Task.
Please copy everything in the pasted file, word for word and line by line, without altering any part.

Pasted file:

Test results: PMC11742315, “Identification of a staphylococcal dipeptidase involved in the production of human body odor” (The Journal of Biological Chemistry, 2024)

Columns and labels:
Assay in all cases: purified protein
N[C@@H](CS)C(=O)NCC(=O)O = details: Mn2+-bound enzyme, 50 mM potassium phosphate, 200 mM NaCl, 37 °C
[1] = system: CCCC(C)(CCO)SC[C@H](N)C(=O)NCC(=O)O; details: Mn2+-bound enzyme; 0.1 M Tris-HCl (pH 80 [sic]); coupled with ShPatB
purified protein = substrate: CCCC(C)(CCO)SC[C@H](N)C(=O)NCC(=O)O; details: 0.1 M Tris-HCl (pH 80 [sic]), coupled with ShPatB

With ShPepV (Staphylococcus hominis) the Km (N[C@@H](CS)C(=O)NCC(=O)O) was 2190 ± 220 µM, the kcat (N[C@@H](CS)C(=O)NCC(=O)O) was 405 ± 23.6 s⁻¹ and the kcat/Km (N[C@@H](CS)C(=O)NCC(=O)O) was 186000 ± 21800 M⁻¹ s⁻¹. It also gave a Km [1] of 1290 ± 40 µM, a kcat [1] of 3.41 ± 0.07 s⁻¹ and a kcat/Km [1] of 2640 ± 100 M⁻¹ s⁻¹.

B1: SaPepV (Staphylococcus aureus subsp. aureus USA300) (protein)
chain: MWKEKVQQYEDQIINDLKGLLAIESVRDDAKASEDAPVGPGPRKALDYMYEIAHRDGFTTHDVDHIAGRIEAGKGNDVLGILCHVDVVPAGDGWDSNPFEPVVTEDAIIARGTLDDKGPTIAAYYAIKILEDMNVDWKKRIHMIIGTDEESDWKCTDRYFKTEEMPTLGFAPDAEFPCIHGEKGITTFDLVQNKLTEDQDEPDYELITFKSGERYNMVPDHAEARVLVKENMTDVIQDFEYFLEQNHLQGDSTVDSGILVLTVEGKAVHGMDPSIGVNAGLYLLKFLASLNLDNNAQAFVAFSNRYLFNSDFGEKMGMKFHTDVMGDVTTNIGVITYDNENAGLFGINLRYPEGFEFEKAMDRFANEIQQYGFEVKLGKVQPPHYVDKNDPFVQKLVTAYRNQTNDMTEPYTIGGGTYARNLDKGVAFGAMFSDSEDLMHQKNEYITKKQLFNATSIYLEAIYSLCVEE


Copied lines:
Test results: PMC11742315, “Identification of a staphylococcal dipeptidase involved in the production of human body odor” (The Journal of Biological Chemistry, 2024)

Columns and labels:
Assay in all cases: purified protein
N[C@@H](CS)C(=O)NCC(=O)O = details: Mn2+-bound enzyme, 50 mM potassium phosphate, 200 mM NaCl, 37 °C
[1] = system: CCCC(C)(CCO)SC[C@H](N)C(=O)NCC(=O)O; details: Mn2+-bound enzyme; 0.1 M Tris-HCl (pH 80 [sic]); coupled with ShPatB
purified protein = substrate: CCCC(C)(CCO)SC[C@H](N)C(=O)NCC(=O)O; details: 0.1 M Tris-HCl (pH 80 [sic]), coupled with ShPatB

With ShPepV (Staphylococcus hominis) the Km (N[C@@H](CS)C(=O)NCC(=O)O) was 2190 ± 220 µM, the kcat (N[C@@H](CS)C(=O)NCC(=O)O) was 405 ± 23.6 s⁻¹ and the kcat/Km (N[C@@H](CS)C(=O)NCC(=O)O) was 186000 ± 21800 M⁻¹ s⁻¹. It also gave a Km [1] of 1290 ± 40 µM, a kcat [1] of 3.41 ± 0.07 s⁻¹ and a kcat/Km [1] of 2640 ± 100 M⁻¹ s⁻¹.

B1: SaPepV (Staphylococcus aureus subsp. aureus USA300) (protein)
chain: MWKEKVQQYEDQIINDLKGLLAIESVRDDAKASEDAPVGPGPRKALDYMYEIAHRDGFTTHDVDHIAGRIEAGKGNDVLGILCHVDVVPAGDGWDSNPFEPVVTEDAIIARGTLDDKGPTIAAYYAIKILEDMNVDWKKRIHMIIGTDEESDWKCTDRYFKTEEMPTLGFAPDAEFPCIHGEKGITTFDLVQNKLTEDQDEPDYELITFKSGERYNMVPDHAEARVLVKENMTDVIQDFEYFLEQNHLQGDSTVDSGILVLTVEGKAVHGMDPSIGVNAGLYLLKFLASLNLDNNAQAFVAFSNRYLFNSDFGEKMGMKFHTDVMGDVTTNIGVITYDNENAGLFGINLRYPEGFEFEKAMDRFANEIQQYGFEVKLGKVQPPHYVDKNDPFVQKLVTAYRNQTNDMTEPYTIGGGTYARNLDKGVAFGAMFSDSEDLMHQKNEYITKKQLFNATSIYLEAIYSLCVEE